The Evolution of the Physician Role in the Setting of Increased Non-physician Clinicians in Sub-Saharan Africa: An Insistence on Timing and Culturally-Sensitive, Purposefully Selected Skill Development; Comment on “Non-physician Clinicians in Sub-Saharan Africa and the Evolving Role of Physicians”

Document Type: Commentary

Authors

1 Minister of Health, Kigali, Rwanda

2 Harvard Medical School, Boston, MA, USA

3 Geisel School of Medicine, Dartmouth University, Hanover, NH, USA

4 University of Global Health Equity, Kigali, Rwanda

5 University of Vermont, Burlington, VT, USA

6 The Dartmouth Institute of Health Policy and Clinical Practice, Hanover, NH, USA

Abstract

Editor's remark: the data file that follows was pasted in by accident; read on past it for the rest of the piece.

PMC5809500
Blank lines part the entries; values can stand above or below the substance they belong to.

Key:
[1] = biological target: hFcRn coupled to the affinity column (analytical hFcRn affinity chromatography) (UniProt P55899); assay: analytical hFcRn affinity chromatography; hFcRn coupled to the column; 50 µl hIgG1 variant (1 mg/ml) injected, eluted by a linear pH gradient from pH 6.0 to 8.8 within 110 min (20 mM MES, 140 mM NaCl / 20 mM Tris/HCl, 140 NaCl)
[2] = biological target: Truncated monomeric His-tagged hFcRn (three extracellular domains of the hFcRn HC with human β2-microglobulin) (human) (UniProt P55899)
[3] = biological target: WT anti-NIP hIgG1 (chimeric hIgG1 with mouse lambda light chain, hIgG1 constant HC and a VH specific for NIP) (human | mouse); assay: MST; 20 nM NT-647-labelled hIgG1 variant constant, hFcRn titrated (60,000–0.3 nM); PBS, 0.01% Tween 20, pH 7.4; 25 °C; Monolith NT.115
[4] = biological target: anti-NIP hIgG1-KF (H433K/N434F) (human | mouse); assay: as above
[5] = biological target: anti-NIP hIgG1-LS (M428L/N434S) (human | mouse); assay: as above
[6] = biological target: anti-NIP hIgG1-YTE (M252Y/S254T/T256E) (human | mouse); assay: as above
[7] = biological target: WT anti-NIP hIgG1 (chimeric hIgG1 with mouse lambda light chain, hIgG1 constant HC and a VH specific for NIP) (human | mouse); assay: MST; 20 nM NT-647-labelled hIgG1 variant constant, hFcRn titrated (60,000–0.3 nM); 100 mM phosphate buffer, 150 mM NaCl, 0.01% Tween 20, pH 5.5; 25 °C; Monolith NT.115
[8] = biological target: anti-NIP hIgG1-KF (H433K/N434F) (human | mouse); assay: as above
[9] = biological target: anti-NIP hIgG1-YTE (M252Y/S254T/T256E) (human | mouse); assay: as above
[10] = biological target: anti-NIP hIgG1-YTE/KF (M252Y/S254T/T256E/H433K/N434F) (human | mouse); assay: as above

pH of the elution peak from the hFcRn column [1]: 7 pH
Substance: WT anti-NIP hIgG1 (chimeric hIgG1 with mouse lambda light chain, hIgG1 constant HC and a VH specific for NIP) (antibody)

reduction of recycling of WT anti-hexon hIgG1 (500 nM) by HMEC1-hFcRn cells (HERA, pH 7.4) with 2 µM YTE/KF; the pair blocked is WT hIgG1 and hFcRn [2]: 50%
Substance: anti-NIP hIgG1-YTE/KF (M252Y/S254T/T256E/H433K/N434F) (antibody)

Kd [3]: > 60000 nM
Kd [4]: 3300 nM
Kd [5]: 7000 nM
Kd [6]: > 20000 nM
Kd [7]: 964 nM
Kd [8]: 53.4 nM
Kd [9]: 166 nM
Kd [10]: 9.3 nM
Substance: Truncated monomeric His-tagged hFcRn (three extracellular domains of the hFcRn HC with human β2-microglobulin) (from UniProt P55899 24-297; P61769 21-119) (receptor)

As Eyal et al put forth in their piece, Non-physician Clinicians in Sub-Saharan Africa and the Evolving Role of Physicians, task-shifting across sub-Saharan Africa through non-physician clinicians (NPCs) has led to an improvement in access to health services in the context of physician-shortages. Here, we offer a commentary to the piece by Eyal et al, concurring that physician’s roles should evolve into specialized medicine and that skills in mentorship, research, management, and leadership may create more holistic physicians clinical services. We believe that learning such non-clinical skills will allow physicians to improve the outcome of their clinical services. However, at the risk of a local, clinical brain drain as physicians shift to explore beyond the clinical sphere, we advocate strongly for increased caution to be exercised by leadership over the encouragement of this evolution. In the context of still-present physician shortages across many developing countries, we advocate to analyze this changing role and to purposefully select each new skill according to the context, giving careful consideration to the timing and degree of its evolution.

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